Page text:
The regimental beret is in remembrance of the colour of the grey horses ridden in former times. In No.1 and No.2 dress uniform, a Peaked cap with the regimental capbadge and distinctive yellow Vandyke pattern (yellow zig-zag on a dark blue background) cap band is worn. This pattern is believed to have originated from that on the Kilmarnock bonnets worn by the Scots Greys in undress uniform at the Close of the 18th Century.
Although no longer general issue, full dress uniform is still maintained by the Regiment for special occasions. Full dress uniform consists of a bearskin hat with white hackle and badge of the Kings of Hanover on the back, British Heavy Cavalry scarlet tunic, dark blue pantaloons with double yellow stripes down the seams, boots and spurs. The bass drummer of the Pipes and Drums however wears a distinctive white bearskin with a red hackle. The white bearskin was given to the Regiment by Tsar Nicholas II in 1894, on his becoming Colonel in Chief of The Royal Scots Greys. With the Royal Stuart kilt and plaid, the pipers wear a dark blue doublet and feather bonnet with a white hackle and yellow Vandyke cap band.
The Mess Kit is scarlet with yellow facings and a yellow waistcoat, embroidered with gold thistles. Officers' cloaks are dark blue with a scarlet lining and grenade clasp. The field officers wear straight silver spurs with rowels ornamented with thistles, like their gold sword knots which are also fashioned like the head of a thistle. The spurs of the Colonel and Commanding Officer are gold.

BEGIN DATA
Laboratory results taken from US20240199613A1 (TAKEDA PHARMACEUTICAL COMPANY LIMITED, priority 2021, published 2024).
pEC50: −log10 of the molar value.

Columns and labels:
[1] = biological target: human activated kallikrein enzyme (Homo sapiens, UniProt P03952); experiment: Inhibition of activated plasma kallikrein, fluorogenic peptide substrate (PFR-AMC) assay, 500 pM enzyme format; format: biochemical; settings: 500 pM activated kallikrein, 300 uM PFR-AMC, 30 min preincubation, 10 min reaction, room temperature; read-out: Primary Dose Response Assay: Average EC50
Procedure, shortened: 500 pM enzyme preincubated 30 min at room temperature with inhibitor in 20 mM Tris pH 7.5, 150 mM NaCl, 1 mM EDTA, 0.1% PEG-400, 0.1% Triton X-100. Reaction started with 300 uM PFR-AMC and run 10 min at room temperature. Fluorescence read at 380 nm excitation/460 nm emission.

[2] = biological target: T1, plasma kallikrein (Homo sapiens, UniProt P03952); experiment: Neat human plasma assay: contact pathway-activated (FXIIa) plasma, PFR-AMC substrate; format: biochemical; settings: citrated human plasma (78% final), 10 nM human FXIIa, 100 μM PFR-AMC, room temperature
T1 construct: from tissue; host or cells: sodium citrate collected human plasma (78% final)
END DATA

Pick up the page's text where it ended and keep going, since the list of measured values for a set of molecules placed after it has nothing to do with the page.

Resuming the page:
In Khaki Service Dress the officers have leather buttons, originating from those worn by the Scots Greys in the Boer War, a brown leather pouch and wear their swords slung. A similar pouch belt is worn by the soldiers.
The gold lace worn on uniforms and NCOs' chevrons is thistle patterned, whilst officers' gold belts are woven with thistle and saltires. The Colonel and the Commanding Officer wear double gold laced stripes on their overalls. The black backings to the badges and black welts on officers' khaki caps originate from the Scots Greys. They and the 1st Dragoons, both being Royal regiments wore dark blue Royal facings on collars. cuffs, behind their badges and, in the case of the Scots Greys, on the welts of the officers' khaki caps - their dress caps having been royal blue with a white welt. In both regiments that dark blue evolved into black. The black backings were retained by the new Regiment to set of their silver badges against yellow facings, adopted from the 3rd Dragoon Guards.
Officer's chargers have red and black horsehair jowl plumes hanging from their bridles, thistle stirrup runners and the Order of the Thistle on bits and breastplates. The black lambskin saddle covers have scarlet scalloped edging. The right to wear tweed, made exclusively for the Regiment, was passed to the officers of the Scots Greys by HRH Prince Arthur of Connaught whose family tweed it was. Prince Arthur, a grandson of Queen Victoria, was for years a serving officer in the Scots Greys and later became their Colonel-in-Chief. The tweed is light brown, woven into a very fine zigzag pattern which is divided into 2 x 2 inch rectangles by narrow yellow lines. The colours of the Regimental Tie and Stable belt are adjacent narrow stripes of grey, yellow and red upon a dark blue ground. On the tie the stripes run diagonally downwards from the wearer's left shoulder.
The Loyal Toast is drunk at formal dinners in the Mess and is always drunk seated, except when Royalty is present. On evenings when a military band is present, besides playing "The Queen' the band also play "God Bless the Prince of Wales", an old 3rd Dragoon Guards custom, and the "Imperial Russian Anthem" in memory of Tsar Nicholas II, the Colonel-in-Chief of the Scots Greys, murdered during the Russian Revolution.